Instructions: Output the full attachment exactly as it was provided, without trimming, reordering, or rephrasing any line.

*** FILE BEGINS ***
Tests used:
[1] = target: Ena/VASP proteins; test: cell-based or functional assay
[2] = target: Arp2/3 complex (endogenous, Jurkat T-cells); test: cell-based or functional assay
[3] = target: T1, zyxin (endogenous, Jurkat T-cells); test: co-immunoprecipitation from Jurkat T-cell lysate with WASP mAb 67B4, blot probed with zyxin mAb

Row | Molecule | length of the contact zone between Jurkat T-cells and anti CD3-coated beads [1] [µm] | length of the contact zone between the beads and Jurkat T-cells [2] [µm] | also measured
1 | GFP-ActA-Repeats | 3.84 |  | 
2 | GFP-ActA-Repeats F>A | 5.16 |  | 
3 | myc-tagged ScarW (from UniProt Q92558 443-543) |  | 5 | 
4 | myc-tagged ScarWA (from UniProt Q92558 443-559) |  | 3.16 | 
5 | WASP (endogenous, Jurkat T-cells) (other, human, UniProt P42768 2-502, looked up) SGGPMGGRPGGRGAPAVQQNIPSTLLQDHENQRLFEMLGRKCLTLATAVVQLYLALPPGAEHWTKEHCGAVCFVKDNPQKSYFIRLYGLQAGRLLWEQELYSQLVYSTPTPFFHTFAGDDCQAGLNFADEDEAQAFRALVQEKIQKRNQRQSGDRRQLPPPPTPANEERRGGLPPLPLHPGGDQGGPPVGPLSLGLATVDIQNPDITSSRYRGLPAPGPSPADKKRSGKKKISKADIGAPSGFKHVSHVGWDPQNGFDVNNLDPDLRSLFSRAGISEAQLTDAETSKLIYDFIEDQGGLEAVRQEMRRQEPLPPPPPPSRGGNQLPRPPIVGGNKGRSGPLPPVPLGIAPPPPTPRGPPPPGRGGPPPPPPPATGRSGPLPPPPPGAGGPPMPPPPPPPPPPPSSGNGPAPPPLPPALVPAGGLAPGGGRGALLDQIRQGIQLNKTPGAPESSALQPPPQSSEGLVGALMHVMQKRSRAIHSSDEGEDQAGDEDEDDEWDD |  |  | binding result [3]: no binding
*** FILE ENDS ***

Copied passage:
Tests used:
[1] = target: Ena/VASP proteins; test: cell-based or functional assay
[2] = target: Arp2/3 complex (endogenous, Jurkat T-cells); test: cell-based or functional assay
[3] = target: T1, zyxin (endogenous, Jurkat T-cells); test: co-immunoprecipitation from Jurkat T-cell lysate with WASP mAb 67B4, blot probed with zyxin mAb

Row | Molecule | length of the contact zone between Jurkat T-cells and anti CD3-coated beads [1] [µm] | length of the contact zone between the beads and Jurkat T-cells [2] [µm] | also measured
1 | GFP-ActA-Repeats | 3.84 |  | 
2 | GFP-ActA-Repeats F>A | 5.16 |  | 
3 | myc-tagged ScarW (from UniProt Q92558 443-543) |  | 5 | 
4 | myc-tagged ScarWA (from UniProt Q92558 443-559) |  | 3.16 | 
5 | WASP (endogenous, Jurkat T-cells) (other, human, UniProt P42768 2-502, looked up) SGGPMGGRPGGRGAPAVQQNIPSTLLQDHENQRLFEMLGRKCLTLATAVVQLYLALPPGAEHWTKEHCGAVCFVKDNPQKSYFIRLYGLQAGRLLWEQELYSQLVYSTPTPFFHTFAGDDCQAGLNFADEDEAQAFRALVQEKIQKRNQRQSGDRRQLPPPPTPANEERRGGLPPLPLHPGGDQGGPPVGPLSLGLATVDIQNPDITSSRYRGLPAPGPSPADKKRSGKKKISKADIGAPSGFKHVSHVGWDPQNGFDVNNLDPDLRSLFSRAGISEAQLTDAETSKLIYDFIEDQGGLEAVRQEMRRQEPLPPPPPPSRGGNQLPRPPIVGGNKGRSGPLPPVPLGIAPPPPTPRGPPPPGRGGPPPPPPPATGRSGPLPPPPPGAGGPPMPPPPPPPPPPPSSGNGPAPPPLPPALVPAGGLAPGGGRGALLDQIRQGIQLNKTPGAPESSALQPPPQSSEGLVGALMHVMQKRSRAIHSSDEGEDQAGDEDEDDEWDD |  |  | binding result [3]: no binding